In the meantime, however, lower and still lower towards the goodly city, came the object of so much curiosity, and the cause of so much smoke. In a very few minutes it arrived near enough to be accurately discerned. It appeared to be – yes! it was undoubtedly a species of balloon; but surely no such balloon had ever been seen in Rotterdam before. For who, let me ask, ever heard of a balloon manufactured entirely of dirty newspapers? No man in Holland certainly; yet here, under the very noses of the people, or rather at some distance above their noses, was the identical thing in question, and composed, I have it on the best authority, of the precise material which no one had ever before known to be used for a similar purpose. – It was an egregious insult to the good sense of the burghers of Rotterdam. As to the shape of the phenomenon, it was even still more reprehensible. Being little or nothing better than a huge fool’s-cap turned upside down. And this similitude was regarded as by no means lessened, when upon nearer inspection, the crowd saw a large tassel depending from its apex, and, around the upper rim or base of the cone, a circle of little instruments, resembling sheep-bells, which kept up a continual tinkling to the tune of Betty Martin. But still worse. – Suspended by blue ribbons to the end of this fantastic machine, there hung, by way of car, an enormous drab beaver bat, with a brim superlatively broad, and a hemispherical crown with a black band and a silver buckle. It is, however, somewhat remarkable that many citizens of Rotterdam swore to having seen the same hat repeatedly before; and indeed the whole assembly seemed to regard it with eyes of familiarity; while the vrow Grettel Pfaall, upon sight of it, uttered an exclamation of joyful surprise, and declared it to be the identical hat of her good man himself. Now this was a circumstance the more to be observed, as Pfaall, with three companions, had actually disappeared from Rotterdam about five years before, in a very sudden and unaccountable manner, and up to the date of this narrative all attempts at obtaining intelligence concerning them had failed. To be sure, some bones which were thought to be human, mixed up with a quantity of odd-looking rubbish, had been lately discovered in a retired situation to the east of the city; and some people went so far as to imagine that in this spot a foul murder had been committed, and that the sufferers were in all probability Hans Pfaall and his associates. (…)”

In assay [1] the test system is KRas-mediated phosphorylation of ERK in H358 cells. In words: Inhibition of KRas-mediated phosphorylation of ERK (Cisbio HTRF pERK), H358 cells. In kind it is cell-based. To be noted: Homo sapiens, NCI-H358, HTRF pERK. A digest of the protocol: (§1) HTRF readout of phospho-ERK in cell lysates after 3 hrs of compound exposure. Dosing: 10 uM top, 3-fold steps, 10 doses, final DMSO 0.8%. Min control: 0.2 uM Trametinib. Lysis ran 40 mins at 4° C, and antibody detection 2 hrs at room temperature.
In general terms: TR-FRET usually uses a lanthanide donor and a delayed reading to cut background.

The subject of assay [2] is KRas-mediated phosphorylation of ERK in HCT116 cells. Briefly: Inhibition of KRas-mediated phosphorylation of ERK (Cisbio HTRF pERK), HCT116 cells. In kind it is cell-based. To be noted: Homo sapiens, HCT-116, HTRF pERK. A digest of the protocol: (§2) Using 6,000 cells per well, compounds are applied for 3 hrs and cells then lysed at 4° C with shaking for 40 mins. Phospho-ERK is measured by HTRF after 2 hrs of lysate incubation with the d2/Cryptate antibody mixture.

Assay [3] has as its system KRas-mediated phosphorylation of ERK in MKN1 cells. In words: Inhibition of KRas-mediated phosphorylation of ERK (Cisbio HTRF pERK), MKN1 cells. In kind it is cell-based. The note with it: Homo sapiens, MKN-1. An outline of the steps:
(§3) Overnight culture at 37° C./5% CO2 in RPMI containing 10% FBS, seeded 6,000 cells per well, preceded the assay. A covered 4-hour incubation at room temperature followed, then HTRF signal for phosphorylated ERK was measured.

(Edgar Allan Poe: The Unparalleled Adventure Of One Hans Pfaall, 1835)

Paris, 25. August 1943

Später stieg ich noch in das Zimmer des Präsidenten hinauf. Aus Köln zurückkommend, erzählte er, daß man in den Ruinenkellern rheinische Trinkstuben findet, in denen die Ausgebombten sich treffen und eine intensive Gemütlichkeit herrscht. Dort werden von den Zechern die alten Karnevalslieder gesungen – besonders beliebt sei: “Ja, das sind Sächelchen!” Das erinnert an die Lektüre des “König Pest” von E. A. Poe, den man ja überhaupt neben Defoe mit seiner “Pest in London” als einen der Autoren unserer Zeit betrachten kann.

(aus: E. Jünger – Sämtliche Werke, 1. Abteilung, Tagebücher III, Strahlungen II)

Dank für das Zitat an Roland Bergère. Jegliche Zeit ließe sich als unsere Zeit betrachten, da die Zeit ja eine stets nur leicht verändert auftretende Emulsion ihrer selbst (dh ihrer eigenen Zutaten) darstellt, und London und Paris, bliebe anzumerken, sind rheinische Städte, zweifellos, vielleicht die rheinischsten, die es gibt, oder zumindest idealisierte Rheinmetropolen, wie sich überhaupt weltweit viel mehr rheinische Städte und Gegenden finden, als der gemeine Daheimgebliebene vermuten mag – ein erweiterter Rhein(land)begriff ist also vonnöten und längst überfällig. Weiters in Karlsruhe (im typisch trockenen, hart am Drögen schrabbenden Stil, den sich die dortige Lokalpresse über Jahrzehnte erhalten hat) noch von den Bombardierungen der Stadt während des Zweiten Weltkriegs gelesen, wobei von Trinkstubengemütlichkeit und Karneval (respektive Fastnacht) keine Rede war, wohl aber von Tagen gereizter Stimmung und Tagen ungemeiner Solidarität. Als zeit- und volksmundtypische Figur blieb der “Bombenkarle” haften, ein einzelner Alliierter, ein Bomberpilot, der offenbar Überstunden schob und auch außerhalb der organisierten Verbandsflüge hartnäckig die Stadt im Alleingang angriff und den die Karlsruher mit “Karle” attributierten, was soviel wie eine Mischung aus “Kerle” und “Karl Arsch” bedeutet, weil es so einen erdigen (und lokal/real häufig vorkommenden) Namen darstellt – auch in meiner Schulklasse war einst ein Karle und potenzierte das badentypische in seinem Ruf- wie Nachnamen, noch dazu in seiner Person. Der Bombenkarle wurde also durch seine Karlsruheisierung zu einem der “Hiesigen” gemacht und dadurch entschärft, wenn auch nicht gleich bewundert. Über seine Abschußerfolge stand nichts zu lesen.